Environment

A landmark study of Louisville’s urban heat island was released last month, and it offers tailored recommendations for the city’s neighborhoods to combat the phenomenon.

During an hour-long news special Monday, WFPL environment reporter Erica Peterson led a discussion on Louisville’s urban heat island, other local effects of climate change and what steps the city could take to keep residents safe and healthy.

Listen in the audio player above.

Our guests were:

  • Study author Dr. Brian Stone of Georgia Tech
  • Maria Koetter, Louisville Office of Sustainability
  • Sarah Lynn Cunningham, Louisville Climate Action Network

In Louisville, as in many cities, heavily urban areas are warmer than surrounding rural ones because they lack tree canopy cover and have an abundance of paved surfaces.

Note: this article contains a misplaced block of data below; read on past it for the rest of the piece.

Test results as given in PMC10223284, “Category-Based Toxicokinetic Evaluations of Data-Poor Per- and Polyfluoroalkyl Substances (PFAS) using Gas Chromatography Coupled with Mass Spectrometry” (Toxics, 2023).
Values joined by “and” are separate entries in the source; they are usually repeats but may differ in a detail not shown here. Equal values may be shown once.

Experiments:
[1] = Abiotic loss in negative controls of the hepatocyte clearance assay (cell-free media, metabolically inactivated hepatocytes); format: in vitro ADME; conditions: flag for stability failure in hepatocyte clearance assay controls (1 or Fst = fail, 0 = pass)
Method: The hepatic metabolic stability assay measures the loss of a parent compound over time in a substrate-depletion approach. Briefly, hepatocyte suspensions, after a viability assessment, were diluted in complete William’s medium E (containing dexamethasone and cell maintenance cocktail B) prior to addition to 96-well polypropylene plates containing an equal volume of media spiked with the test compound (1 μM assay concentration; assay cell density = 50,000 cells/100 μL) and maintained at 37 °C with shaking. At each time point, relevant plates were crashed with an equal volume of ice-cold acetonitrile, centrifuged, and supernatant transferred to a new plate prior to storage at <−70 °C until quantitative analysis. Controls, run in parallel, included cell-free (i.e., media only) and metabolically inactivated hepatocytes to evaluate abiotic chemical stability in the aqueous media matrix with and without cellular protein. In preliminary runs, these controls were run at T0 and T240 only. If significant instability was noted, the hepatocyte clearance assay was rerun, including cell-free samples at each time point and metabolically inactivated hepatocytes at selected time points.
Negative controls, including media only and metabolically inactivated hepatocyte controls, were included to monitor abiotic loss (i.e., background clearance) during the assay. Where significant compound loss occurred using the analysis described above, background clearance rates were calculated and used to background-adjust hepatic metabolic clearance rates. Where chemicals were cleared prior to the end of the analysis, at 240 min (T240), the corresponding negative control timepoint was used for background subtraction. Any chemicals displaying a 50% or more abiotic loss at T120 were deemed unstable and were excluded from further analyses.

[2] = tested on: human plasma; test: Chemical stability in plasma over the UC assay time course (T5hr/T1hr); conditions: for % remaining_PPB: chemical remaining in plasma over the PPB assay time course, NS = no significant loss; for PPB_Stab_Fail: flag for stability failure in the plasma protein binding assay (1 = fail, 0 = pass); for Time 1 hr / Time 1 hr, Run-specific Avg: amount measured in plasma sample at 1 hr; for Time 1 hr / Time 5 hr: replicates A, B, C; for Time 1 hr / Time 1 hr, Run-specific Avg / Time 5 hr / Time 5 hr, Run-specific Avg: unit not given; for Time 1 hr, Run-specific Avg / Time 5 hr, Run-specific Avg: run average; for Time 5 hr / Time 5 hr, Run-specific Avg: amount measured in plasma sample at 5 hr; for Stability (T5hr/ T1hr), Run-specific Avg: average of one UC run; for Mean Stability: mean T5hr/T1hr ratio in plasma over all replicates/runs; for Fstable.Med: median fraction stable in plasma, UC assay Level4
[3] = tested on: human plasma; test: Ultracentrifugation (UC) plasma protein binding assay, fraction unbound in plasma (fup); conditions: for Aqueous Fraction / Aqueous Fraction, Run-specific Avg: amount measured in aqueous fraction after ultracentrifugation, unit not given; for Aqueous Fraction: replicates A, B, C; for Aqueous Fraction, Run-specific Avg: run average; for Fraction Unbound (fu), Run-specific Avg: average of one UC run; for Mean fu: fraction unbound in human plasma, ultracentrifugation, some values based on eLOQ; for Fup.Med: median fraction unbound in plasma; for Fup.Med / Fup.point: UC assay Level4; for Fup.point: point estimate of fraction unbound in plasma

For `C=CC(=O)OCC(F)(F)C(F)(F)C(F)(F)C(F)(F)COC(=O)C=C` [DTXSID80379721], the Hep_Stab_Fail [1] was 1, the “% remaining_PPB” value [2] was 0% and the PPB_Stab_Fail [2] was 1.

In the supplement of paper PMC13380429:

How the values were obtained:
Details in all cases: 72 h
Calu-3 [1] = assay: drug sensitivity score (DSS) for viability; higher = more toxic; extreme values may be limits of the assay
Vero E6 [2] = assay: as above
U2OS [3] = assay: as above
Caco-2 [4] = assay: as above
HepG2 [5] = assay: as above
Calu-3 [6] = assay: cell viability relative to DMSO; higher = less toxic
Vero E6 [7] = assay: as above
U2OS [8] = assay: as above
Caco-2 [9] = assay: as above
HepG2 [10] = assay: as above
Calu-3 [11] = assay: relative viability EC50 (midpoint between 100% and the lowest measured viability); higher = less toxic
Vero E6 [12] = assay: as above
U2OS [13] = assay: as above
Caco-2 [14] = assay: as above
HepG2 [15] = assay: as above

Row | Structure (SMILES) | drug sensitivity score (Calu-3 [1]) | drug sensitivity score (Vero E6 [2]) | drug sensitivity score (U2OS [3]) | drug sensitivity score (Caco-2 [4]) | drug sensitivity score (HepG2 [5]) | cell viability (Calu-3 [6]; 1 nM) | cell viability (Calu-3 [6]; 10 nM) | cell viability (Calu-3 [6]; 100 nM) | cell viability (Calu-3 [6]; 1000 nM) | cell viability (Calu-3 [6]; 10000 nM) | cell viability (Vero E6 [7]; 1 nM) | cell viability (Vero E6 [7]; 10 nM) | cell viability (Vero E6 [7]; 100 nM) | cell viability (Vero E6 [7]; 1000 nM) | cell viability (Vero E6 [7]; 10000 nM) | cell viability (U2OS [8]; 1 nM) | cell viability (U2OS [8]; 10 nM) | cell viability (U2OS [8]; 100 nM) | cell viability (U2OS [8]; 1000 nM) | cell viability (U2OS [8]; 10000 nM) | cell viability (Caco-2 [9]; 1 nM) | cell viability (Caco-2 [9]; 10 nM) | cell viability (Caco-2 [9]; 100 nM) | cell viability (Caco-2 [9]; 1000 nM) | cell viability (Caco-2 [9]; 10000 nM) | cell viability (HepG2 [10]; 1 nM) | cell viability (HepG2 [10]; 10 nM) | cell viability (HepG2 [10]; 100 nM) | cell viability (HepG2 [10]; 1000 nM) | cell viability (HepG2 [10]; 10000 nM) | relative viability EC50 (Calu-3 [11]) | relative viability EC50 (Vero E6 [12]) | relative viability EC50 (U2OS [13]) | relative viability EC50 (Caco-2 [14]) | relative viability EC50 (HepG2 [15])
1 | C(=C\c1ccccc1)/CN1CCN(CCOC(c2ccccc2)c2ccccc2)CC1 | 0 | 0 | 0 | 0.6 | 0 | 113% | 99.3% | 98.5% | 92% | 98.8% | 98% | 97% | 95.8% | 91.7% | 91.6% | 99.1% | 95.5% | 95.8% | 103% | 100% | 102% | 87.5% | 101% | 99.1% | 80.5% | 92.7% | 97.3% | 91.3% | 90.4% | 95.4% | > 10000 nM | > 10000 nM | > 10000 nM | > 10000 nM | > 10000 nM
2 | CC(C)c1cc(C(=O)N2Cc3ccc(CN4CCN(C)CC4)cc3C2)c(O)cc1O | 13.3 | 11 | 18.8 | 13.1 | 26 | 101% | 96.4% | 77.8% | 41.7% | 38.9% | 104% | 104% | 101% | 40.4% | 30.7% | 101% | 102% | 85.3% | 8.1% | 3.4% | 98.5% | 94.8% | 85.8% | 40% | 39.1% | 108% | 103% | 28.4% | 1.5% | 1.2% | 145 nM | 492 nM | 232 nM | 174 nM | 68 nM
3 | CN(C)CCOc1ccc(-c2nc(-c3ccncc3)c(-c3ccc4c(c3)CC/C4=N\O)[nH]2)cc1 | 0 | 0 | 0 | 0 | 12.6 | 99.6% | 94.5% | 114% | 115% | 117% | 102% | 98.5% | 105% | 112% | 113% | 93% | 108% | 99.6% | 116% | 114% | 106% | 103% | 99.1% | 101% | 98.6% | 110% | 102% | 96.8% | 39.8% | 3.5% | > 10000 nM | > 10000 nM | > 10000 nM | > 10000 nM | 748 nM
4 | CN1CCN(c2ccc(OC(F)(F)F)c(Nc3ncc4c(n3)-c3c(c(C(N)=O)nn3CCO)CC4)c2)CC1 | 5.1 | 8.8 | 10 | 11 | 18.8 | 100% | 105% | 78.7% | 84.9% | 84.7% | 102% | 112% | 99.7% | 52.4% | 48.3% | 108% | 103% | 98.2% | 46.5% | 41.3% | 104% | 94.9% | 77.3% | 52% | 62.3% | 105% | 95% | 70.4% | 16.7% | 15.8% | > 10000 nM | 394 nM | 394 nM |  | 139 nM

“It’s a phenomenon you can really observe in real-time if you have a thermometer in your car,” said Stone. “If you work downtown in Louisville and you drive out away from the city, you will see the temperature drop the farther you drive.”

Stone said heat islands are commonplace and have been recognized for hundreds of years. What’s unique to Louisville is the rate at which the heat island is growing over time.

“Louisville is warming more rapidly — over the last several decades — than any other city,” he said.

Hear the entire discussion in the player above.

Jonese Franklin is WFPL's Digital Editor.